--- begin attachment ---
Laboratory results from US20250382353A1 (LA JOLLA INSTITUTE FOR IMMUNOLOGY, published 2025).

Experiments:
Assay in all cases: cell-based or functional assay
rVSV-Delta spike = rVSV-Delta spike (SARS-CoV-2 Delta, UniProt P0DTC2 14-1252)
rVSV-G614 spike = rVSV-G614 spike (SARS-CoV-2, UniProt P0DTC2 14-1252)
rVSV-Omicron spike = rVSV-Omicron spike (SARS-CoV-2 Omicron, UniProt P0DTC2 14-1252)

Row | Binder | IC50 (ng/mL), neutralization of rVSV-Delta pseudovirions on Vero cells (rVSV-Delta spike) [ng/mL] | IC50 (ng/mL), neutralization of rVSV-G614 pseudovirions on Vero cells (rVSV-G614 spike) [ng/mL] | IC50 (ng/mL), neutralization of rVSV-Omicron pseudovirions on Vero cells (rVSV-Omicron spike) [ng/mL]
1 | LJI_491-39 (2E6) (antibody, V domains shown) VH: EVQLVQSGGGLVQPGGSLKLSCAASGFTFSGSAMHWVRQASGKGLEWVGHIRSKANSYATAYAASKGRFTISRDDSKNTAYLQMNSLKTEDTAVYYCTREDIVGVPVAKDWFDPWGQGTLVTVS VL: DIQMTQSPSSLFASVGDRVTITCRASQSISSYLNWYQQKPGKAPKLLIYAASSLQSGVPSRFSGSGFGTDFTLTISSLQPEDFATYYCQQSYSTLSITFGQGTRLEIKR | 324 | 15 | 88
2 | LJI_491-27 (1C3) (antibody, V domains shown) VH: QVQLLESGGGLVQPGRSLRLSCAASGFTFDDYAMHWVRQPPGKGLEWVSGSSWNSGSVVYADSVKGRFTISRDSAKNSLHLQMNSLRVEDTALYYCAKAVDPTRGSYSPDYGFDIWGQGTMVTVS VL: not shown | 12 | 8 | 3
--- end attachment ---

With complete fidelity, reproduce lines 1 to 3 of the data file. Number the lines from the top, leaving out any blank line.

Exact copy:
Laboratory results from US20250382353A1 (LA JOLLA INSTITUTE FOR IMMUNOLOGY, published 2025).

Experiments:
Assay in all cases: cell-based or functional assay